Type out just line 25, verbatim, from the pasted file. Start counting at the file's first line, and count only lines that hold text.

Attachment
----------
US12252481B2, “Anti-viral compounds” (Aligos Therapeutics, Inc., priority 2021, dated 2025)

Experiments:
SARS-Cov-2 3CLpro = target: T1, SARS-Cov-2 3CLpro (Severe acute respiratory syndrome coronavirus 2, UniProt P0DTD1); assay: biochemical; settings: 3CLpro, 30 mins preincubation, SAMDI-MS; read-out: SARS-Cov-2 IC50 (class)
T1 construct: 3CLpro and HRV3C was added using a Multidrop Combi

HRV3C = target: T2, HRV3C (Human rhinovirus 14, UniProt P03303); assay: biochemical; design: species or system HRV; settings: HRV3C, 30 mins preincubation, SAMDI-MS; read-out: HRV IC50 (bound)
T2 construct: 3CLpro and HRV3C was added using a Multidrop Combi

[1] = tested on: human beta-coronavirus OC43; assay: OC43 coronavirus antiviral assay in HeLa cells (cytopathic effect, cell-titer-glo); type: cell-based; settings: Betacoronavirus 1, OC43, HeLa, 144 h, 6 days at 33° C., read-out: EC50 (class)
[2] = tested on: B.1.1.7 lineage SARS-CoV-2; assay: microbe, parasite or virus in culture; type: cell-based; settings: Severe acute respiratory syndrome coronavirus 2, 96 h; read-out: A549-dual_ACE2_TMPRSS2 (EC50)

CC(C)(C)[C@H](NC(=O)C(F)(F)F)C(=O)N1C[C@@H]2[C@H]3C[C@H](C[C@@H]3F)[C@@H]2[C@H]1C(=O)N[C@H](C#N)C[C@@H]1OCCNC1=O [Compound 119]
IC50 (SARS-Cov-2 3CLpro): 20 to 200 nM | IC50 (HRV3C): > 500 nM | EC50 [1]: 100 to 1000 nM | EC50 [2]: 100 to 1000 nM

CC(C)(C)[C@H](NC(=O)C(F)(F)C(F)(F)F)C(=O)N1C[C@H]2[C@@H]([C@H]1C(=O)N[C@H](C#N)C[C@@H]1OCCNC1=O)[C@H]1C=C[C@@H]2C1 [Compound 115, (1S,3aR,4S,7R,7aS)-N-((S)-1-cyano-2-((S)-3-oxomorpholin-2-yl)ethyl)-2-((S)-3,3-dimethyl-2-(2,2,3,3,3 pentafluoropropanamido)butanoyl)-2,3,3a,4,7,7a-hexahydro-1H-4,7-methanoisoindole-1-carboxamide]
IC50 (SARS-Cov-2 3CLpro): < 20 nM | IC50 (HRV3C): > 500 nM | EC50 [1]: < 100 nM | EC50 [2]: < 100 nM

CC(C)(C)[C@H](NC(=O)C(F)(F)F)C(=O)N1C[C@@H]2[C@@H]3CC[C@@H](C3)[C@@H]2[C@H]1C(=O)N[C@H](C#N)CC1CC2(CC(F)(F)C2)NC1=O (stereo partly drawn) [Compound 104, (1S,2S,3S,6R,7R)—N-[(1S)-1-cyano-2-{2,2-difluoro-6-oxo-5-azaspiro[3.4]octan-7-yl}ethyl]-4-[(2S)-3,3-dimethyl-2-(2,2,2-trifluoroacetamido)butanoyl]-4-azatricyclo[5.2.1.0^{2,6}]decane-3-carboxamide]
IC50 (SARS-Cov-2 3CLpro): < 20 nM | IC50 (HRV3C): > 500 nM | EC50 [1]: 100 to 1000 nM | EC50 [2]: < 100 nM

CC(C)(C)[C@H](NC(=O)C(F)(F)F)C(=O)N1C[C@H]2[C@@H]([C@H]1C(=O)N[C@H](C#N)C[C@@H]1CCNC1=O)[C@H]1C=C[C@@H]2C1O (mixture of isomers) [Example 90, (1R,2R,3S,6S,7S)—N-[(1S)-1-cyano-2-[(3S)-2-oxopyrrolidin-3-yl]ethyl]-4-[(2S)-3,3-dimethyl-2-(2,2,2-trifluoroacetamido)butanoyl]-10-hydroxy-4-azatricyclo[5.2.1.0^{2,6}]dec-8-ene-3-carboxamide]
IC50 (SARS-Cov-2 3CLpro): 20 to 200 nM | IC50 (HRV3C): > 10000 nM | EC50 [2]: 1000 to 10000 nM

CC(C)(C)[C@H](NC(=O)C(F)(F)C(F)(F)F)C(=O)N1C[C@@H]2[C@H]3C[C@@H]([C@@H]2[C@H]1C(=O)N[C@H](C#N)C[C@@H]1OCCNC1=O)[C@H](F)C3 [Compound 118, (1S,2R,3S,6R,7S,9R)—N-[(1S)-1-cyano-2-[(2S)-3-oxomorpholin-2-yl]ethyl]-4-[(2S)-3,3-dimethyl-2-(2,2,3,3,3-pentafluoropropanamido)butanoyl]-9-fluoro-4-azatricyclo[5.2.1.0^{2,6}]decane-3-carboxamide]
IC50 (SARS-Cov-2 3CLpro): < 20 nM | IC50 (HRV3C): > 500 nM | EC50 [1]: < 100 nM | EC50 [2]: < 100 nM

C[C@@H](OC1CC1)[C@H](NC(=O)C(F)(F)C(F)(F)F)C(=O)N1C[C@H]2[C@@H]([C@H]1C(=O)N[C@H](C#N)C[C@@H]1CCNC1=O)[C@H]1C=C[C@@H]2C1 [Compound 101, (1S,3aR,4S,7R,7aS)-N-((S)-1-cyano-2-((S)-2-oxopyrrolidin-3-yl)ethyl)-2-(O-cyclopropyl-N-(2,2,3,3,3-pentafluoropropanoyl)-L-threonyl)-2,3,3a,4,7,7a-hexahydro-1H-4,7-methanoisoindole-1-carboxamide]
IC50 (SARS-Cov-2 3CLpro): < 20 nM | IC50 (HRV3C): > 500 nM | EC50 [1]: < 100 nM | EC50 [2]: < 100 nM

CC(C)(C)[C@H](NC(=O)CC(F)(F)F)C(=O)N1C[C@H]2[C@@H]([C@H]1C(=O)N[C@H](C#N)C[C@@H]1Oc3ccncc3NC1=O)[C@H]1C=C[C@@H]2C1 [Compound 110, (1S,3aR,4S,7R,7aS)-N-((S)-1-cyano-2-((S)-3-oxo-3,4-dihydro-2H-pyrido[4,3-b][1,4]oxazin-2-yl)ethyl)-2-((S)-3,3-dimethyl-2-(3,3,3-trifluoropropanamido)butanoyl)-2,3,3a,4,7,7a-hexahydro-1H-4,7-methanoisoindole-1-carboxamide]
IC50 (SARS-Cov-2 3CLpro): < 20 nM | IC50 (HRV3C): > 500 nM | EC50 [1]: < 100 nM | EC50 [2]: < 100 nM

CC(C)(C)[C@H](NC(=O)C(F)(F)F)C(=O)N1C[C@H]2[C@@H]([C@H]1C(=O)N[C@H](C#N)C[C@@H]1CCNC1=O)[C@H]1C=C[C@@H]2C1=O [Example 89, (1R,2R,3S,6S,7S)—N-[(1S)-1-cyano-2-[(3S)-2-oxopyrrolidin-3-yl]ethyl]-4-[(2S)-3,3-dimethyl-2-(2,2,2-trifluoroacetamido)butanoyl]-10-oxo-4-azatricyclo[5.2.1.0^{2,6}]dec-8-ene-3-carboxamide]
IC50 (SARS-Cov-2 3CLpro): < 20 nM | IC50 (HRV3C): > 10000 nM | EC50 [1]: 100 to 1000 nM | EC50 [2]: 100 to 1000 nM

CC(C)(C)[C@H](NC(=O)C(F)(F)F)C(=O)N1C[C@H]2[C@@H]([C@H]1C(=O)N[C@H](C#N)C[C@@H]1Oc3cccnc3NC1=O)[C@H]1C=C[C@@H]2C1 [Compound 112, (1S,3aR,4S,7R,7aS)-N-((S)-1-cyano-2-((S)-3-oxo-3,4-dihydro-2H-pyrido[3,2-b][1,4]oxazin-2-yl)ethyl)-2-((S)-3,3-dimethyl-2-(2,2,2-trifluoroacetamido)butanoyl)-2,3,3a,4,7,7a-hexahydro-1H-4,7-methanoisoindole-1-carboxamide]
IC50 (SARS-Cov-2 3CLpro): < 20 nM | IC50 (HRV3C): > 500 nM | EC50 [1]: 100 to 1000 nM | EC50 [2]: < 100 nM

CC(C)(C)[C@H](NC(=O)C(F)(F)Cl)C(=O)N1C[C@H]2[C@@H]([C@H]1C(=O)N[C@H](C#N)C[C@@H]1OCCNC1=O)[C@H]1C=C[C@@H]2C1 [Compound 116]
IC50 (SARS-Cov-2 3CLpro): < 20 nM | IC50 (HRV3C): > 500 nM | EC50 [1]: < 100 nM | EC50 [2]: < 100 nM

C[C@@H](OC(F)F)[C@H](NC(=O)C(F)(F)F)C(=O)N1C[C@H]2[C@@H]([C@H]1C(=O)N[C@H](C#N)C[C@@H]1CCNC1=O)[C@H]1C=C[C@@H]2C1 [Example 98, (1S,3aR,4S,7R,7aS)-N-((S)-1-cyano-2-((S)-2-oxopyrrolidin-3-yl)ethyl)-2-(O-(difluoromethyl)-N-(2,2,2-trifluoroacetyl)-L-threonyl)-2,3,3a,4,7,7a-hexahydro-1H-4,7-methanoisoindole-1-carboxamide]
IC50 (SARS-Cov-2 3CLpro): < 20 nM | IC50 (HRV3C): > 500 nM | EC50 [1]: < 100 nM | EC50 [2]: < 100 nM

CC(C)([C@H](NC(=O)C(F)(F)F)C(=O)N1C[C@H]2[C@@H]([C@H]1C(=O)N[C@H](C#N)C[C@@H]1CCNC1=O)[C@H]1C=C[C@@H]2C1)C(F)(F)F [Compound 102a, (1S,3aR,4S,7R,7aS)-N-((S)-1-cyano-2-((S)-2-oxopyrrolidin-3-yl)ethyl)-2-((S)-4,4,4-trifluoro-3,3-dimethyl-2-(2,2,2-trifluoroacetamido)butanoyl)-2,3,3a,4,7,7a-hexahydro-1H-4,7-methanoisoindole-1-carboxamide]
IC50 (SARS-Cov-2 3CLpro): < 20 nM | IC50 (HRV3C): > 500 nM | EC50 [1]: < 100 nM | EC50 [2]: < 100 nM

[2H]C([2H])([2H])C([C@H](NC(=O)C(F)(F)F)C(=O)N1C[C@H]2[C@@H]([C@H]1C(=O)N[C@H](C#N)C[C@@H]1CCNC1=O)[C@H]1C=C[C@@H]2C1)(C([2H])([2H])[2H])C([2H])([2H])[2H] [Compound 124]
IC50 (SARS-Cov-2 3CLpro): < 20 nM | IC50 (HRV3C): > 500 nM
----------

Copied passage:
CC(C)(C)[C@H](NC(=O)C(F)(F)F)C(=O)N1C[C@H]2[C@@H]([C@H]1C(=O)N[C@H](C#N)C[C@@H]1Oc3cccnc3NC1=O)[C@H]1C=C[C@@H]2C1 [Compound 112, (1S,3aR,4S,7R,7aS)-N-((S)-1-cyano-2-((S)-3-oxo-3,4-dihydro-2H-pyrido[3,2-b][1,4]oxazin-2-yl)ethyl)-2-((S)-3,3-dimethyl-2-(2,2,2-trifluoroacetamido)butanoyl)-2,3,3a,4,7,7a-hexahydro-1H-4,7-methanoisoindole-1-carboxamide]